Resistance-related mutations in the HIV-1 protease gene of patients treated for 1 year with the protease inhibitor ritonavir (ABT-538)

AIDS. 1996 Aug;10(9):995-9. doi: 10.1097/00002030-199610090-00010.


Objective: To define genotypic and phenotypic resistance patterns following prolonged therapy with the protease inhibitor ritonavir (ABT-538).

Design: Seven HIV-1-infected patients, all but one previously treated with dideoxynucleoside analogues (zidovudine, didanosine, zalcitabine), were treated for 1 year with ritonavir.

Methods: Direct solid-phase sequencing of the protease gene starting from plasma derived viral RNA followed by comparison to phenotypic drug resistance data.

Results: The most frequent amino-acid substitutions occurring upon administration of the protease inhibitor were V82A/F (substrate binding site), I54V (flap region), A71V and L10I. Additional mutations found in more than one patient were I15V, M36I, I84V and I93L. Mutation L63P was found both in pre- and post-ritonavir samples. Phenotypic drug resistance assays confirmed resistance to ritonavir in post-treatment samples (approximately 170-fold) and showed cross-resistance to indinavir (approximately 30-fold) and partially to saquinavir (approximately fivefold). At 1 year of treatment, one patient without known resistance-associated mutations in the protease gene still showed a substantial rise in CD4 cell count accompanied by a more than 2.4 log decrease in RNA viral load. However, at week 78, mutations R8Q, E34K, R57K, L63P and I84V were detected and the treatment benefit was partially lost.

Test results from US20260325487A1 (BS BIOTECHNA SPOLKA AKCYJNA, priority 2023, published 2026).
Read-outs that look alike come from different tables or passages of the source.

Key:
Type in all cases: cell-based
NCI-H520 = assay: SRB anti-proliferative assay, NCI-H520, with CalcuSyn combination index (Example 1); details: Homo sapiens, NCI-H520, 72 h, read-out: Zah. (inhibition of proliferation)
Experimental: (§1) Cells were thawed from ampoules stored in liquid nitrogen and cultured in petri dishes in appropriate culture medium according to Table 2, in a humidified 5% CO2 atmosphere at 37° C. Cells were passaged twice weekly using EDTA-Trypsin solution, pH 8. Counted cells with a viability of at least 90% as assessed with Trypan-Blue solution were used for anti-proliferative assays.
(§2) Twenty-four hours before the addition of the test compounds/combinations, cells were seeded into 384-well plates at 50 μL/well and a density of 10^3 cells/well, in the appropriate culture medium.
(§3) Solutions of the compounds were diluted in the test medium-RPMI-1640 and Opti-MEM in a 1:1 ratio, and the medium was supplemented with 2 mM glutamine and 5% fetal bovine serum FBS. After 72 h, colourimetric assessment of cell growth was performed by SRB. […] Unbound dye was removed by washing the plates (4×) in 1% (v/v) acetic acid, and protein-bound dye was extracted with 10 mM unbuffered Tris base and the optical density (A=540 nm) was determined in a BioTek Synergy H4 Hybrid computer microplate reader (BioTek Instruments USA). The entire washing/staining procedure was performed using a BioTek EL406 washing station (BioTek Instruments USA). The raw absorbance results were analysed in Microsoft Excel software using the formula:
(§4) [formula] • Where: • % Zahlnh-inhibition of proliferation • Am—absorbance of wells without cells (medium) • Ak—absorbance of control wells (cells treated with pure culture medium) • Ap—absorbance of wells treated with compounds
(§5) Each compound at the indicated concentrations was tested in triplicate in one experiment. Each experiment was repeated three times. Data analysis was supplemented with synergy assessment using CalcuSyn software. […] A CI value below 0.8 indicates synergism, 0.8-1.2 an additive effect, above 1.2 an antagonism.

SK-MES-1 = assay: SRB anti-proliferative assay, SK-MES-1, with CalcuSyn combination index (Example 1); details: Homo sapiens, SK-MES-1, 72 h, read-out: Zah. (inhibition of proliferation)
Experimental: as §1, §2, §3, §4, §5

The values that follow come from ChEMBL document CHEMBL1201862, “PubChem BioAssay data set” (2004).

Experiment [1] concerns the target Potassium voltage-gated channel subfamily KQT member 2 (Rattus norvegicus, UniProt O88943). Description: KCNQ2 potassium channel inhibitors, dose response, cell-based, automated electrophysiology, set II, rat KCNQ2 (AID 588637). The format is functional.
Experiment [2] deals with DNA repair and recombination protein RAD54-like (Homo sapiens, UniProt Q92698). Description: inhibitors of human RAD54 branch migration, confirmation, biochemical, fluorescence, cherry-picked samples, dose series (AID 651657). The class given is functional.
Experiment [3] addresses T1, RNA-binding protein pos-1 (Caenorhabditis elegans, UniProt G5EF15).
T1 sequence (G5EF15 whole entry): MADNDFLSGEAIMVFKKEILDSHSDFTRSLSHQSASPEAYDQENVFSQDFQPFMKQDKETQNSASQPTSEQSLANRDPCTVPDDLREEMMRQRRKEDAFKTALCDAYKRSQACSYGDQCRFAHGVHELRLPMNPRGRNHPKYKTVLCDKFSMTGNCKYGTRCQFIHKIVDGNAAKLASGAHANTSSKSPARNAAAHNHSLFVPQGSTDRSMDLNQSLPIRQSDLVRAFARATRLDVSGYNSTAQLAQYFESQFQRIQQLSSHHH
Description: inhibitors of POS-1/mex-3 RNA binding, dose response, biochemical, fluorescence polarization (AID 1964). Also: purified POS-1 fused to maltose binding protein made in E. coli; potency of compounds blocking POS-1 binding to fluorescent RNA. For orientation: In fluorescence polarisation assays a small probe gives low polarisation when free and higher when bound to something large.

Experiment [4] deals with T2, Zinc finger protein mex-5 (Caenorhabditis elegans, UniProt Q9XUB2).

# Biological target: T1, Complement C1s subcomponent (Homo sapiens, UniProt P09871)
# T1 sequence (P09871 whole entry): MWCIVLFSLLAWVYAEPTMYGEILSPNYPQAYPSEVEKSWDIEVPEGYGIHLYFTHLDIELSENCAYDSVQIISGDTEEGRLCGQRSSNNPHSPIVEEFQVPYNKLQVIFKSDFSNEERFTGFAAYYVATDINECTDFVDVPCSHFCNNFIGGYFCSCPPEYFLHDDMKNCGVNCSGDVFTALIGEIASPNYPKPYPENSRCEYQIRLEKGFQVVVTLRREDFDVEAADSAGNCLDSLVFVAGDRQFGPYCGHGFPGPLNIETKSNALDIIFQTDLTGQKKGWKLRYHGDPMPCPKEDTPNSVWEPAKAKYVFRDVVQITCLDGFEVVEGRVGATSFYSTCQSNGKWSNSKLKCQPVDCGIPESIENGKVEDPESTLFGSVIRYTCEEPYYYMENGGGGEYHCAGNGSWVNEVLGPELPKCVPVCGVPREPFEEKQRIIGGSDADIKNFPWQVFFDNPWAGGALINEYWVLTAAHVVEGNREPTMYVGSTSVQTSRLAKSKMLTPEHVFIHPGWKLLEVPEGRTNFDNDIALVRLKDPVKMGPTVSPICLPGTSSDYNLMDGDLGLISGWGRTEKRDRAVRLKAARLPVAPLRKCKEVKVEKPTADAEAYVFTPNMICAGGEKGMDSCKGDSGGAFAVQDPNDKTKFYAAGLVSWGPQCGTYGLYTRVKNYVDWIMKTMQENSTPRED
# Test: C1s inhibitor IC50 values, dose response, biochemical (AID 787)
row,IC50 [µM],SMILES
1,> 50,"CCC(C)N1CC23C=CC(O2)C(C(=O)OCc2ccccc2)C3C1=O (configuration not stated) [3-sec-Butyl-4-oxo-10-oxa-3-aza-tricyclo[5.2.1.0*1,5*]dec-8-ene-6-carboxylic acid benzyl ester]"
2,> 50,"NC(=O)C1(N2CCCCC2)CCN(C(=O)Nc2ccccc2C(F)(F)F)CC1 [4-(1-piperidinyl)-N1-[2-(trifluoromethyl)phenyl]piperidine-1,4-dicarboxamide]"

Conclusions: Long-term treatment with ritonavir is associated with the emergence of multiple mutations in the HIV-1 protease gene. The mutations L10I, I54V, L63P, A71V, V82A/F and I84V correspond to known drug-resistance mutations for ritonavir and other protease inhibitors. Phenotypic resistance to ritonavir was detected in a majority of ritonavir-treated patients at 1 year of treatment. In addition, long-term ritonavir treatment selects for cross-resistance to the protease inhibitors indinavir and saquinavir. This argues against sequential therapy with several protease inhibitors. Delayed resistance in one patient was accompanied with a prolonged increase in CD4 cell count and decrease in viral load suggesting a temporary benefit of treatment.

Publication types

  • Research Support, Non-U.S. Gov't

MeSH terms

  • Amino Acid Sequence
  • Drug Resistance / genetics
  • HIV Infections / drug therapy*
  • HIV Infections / metabolism
  • HIV Protease / genetics*
  • HIV Protease Inhibitors / pharmacology*
  • HIV Protease Inhibitors / therapeutic use
  • HIV-1 / drug effects*
  • HIV-1 / genetics
  • HIV-1 / isolation & purification
  • Humans
  • Molecular Sequence Data
  • Mutation / drug effects
  • Ritonavir / pharmacology*
  • Ritonavir / therapeutic use
  • Sequence Analysis


  • HIV Protease Inhibitors
  • HIV Protease
  • Ritonavir

Associated data

  • GENBANK/AJ002495
  • GENBANK/AJ002496
  • GENBANK/AJ002497
  • GENBANK/AJ002498
  • GENBANK/AJ002499
  • GENBANK/AJ002500
  • GENBANK/AJ002501
  • GENBANK/AJ002502
  • GENBANK/AJ002503
  • GENBANK/AJ002504
  • GENBANK/AJ002505
  • GENBANK/AJ002506
  • GENBANK/AJ002507
  • GENBANK/AJ002508
  • GENBANK/AJ003214